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The crushing weight of student debt

Once upon a time, getting money to attend university in Canada was easy. There were non-repayable grants available from the government, and there were lots of good paying summer jobs.

I'd hate to be a student these days. Both the grants and the great summer employment opportunities of yesteryear are a lot harder to get. More parents than ever are being forced to dig into their wallets to help their kids finance an undergraduate degree.

Tens of thousands of students, meantime, are left with no choice but to go to the government or the banks for a loan. Loans, of course, have always been part of the university equation. But now kids have to borrow more than ever to finance their schooling. And once they complete their degrees, there are fewer jobs around that pay the kind of money that allows grads to seriously whittle away at their debt.

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Consequently, many are going on to graduate school and piling up more debt in the process.

The Canadian Federation of Students says the average debt for university graduates is almost $27,000. Canada's student loan program is close to hitting its $15-billion threshold years in advance. Why? In part, it's because the cost of getting an advanced education has gone up precipitously. Today, nearly two million Canadians have student loans totalling $20-billion.

A recent series in the National Post on student debt suggested that the high cost of a university education is bankrupting a generation of students. The problem isn't just the amount of money students have to borrow, but the interest rates they're paying. The amount will vary from province to province and will fluctuate based on whether the loan arrangement is tied to the prime rate. But depending on where you live, that overall number can be anywhere from 5 per cent to 9 per cent.

If interest rates continue to climb, as many predict, it will put an even greater burden on those young Canadians barely able to make the minimum payments on the loans they have. There are an increasing number of grads making the sickening decision to declare bankruptcy, a move that will destroy their credit rating for six or seven years.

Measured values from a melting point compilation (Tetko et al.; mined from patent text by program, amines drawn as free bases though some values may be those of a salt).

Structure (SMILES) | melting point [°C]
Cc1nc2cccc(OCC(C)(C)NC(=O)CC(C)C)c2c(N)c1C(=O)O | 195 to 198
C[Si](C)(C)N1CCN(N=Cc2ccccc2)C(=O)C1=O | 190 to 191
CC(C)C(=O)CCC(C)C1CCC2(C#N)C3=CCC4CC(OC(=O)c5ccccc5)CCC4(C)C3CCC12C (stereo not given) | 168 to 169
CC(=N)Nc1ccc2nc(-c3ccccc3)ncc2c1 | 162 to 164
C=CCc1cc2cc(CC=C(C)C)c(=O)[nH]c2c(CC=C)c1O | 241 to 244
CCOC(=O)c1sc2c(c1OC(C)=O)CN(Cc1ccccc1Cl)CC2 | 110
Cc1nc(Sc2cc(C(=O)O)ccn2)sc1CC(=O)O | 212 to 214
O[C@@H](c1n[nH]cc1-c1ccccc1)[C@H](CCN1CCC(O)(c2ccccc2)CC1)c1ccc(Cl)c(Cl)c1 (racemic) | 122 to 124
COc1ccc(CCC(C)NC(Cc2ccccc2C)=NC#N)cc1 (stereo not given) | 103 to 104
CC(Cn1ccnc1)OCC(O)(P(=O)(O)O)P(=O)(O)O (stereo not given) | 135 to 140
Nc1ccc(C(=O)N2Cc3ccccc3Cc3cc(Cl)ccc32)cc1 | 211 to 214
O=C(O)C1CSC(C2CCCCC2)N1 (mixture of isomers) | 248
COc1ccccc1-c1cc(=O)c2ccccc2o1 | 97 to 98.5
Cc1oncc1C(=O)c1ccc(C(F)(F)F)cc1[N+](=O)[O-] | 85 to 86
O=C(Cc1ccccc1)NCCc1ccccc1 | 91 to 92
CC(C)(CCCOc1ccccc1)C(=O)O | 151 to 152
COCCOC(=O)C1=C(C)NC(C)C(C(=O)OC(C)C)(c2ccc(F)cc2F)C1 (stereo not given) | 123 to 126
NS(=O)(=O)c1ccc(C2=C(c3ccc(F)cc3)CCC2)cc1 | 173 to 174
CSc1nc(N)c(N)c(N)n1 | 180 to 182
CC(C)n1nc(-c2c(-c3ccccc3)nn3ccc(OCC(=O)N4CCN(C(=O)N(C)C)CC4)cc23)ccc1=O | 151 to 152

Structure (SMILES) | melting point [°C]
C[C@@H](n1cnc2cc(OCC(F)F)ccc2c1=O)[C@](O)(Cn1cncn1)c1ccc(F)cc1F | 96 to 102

The situation is so critical that, in British Columbia, the heads of four of the province's leading research universities appealed to the provincial government to do something to alleviate the financial stress B.C. students are facing.

B.C. currently charges the highest interest rates on student loans of any jurisdiction in the country - 2.5 per cent above prime. (That compares with Newfoundland, which eliminated interest rates on student loans in 2009.) Worse, B.C. eliminated its student grant program in 2004 and replaced it with a loan-reduction program that forgives millions in debt each year but only for students with certain degrees and who are willing to work in certain areas of the province.

In B.C., interest begins accumulating on a student's debt right after studies are completed. Other provinces have a six-month grace period before this occurs, giving students a chance to establish themselves in a job before their higher loan payments begin. The university bosses would like to see the province adopt a grace period and reduce the interest rate from its current level.

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The presidents believe, rightly, that the high cost of financing a postsecondary education is scaring away students from underrepresented groups such as aboriginals and others from impoverished backgrounds. But costs are scaring away kids from middle-class homes as well. And the loans needed to finance those costs are making life miserable for kids trying to get a toehold in a job market that's as unfriendly as they come.

Something has to be done. Everyone agrees Canadians need to become far more educated to contend in the globalized competition that is the 21st century. But, right now, our students are being crushed under the weight of the debt they're accumulating just trying to compete.

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About the Author
National affairs columnist

Gary Mason began his journalism career in British Columbia in 1981, working as a summer intern for Canadian Press. More

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